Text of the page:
Osler’s Coat of Arms

Osler Crest
Sir William Osler’s Arms and Crest

Osler’s arms were granted in 1911 and are described in Burke’s Peerage of that year as follows:

Arms – Barry wavy argent and azure, three pilchards hauriant proper, all withing a bordure sable charged with eight bezants.
Crest – A beaver proper resting the dexter foot on a fluer-de-lys or.
Motto – Dii laboribus omnia vendunt.

In non-heraldic terms, this can be described as blue and white wavy bars on which are three pilchards in their natural colour with their heads upwards, all within a black border covered with eight gold discs. Above is a beaver in its natural colour with its right paw on a gold fleur-de-lys.

The barry wavy is a common heraldic motif, and in blue and white it represents water. It appears on the arms of the City of Oxford, representing the ford in the Isis, and may be a reference to Osler’s Oxford association. It may equally represent the Atlantic Ocean which divided his two countries of residence, or possibly the river Fal. Osler’s family came from Falmouth, and the pilchard is a type of herring found mainly off the coasts of Devon and Cornwall. The Rev. Featherston Osler, Sir William’s father, went as a missionary to Canada where he was minister of Ancaster and Dundas, Ontario 1857-93. It is interesting to note that the arms of the Ancaster family comprise a red and white barry wavy with three herrings hauriant (head upwards). Osler himself enjoyed angling: in 1908 he went fishing with his son Revere in Scotland.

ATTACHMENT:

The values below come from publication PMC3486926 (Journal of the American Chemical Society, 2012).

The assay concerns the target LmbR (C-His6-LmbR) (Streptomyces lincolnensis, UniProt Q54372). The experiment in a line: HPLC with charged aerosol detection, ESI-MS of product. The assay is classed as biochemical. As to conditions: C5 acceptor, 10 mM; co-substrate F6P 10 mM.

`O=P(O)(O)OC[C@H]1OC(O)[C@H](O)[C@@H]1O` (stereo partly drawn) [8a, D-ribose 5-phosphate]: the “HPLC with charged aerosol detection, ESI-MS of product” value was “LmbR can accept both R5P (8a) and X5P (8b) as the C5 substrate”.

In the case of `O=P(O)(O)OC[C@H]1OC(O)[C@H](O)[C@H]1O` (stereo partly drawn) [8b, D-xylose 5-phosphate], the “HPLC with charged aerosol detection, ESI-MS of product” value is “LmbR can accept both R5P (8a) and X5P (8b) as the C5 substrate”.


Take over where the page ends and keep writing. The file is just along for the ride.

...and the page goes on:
The bordure and bezants are common heraldic devices but the bezant is sometimes used to represent a pill. In this context three bezants feature on the Medici arms, an obvious pun on the name. They may be fulfilling a similar function here.

Above the shield is the helm with vizor raised affronty, ie. an open-vizored helmet viewed from the front. This represents the steel helm of a baronet and is not mentioned in the heraldic description since it is common to all baronets’, and knights’ arms.

Although beavers had appeared in older heraldry, they were semi-mythical beasts, scarcely recognisable as beavers and often in unfamiliar colours such as blue or green. The beaver in its natural colouring is a comparative newcomer to heraldry. It has been introduced into many recent coats of arms of those in any way connected with Canada. The golden fleur-de-lys is a familiar royal symbol when shown in triplicate on a blue field, but a single one denotes a sixth son. Sir William Osler was the sixth son of Rev. Featherston Osler.

These arms are now extinct since Osler left no living male heir. By using them for the tie, the Club is keeping fresh another facet of Osleriana.

Ruth Ward, 1994